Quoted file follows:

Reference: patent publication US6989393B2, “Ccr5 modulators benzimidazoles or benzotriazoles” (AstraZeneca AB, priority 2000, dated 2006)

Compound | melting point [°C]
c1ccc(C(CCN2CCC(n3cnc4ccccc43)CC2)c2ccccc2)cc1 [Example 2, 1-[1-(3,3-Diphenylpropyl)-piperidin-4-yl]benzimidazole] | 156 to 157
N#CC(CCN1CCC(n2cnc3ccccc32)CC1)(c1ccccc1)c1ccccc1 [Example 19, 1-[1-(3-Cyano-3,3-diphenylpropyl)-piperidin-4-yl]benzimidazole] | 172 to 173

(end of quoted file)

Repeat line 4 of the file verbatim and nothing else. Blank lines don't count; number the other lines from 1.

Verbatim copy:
N#CC(CCN1CCC(n2cnc3ccccc32)CC1)(c1ccccc1)c1ccccc1 [Example 19, 1-[1-(3-Cyano-3,3-diphenylpropyl)-piperidin-4-yl]benzimidazole] | 172 to 173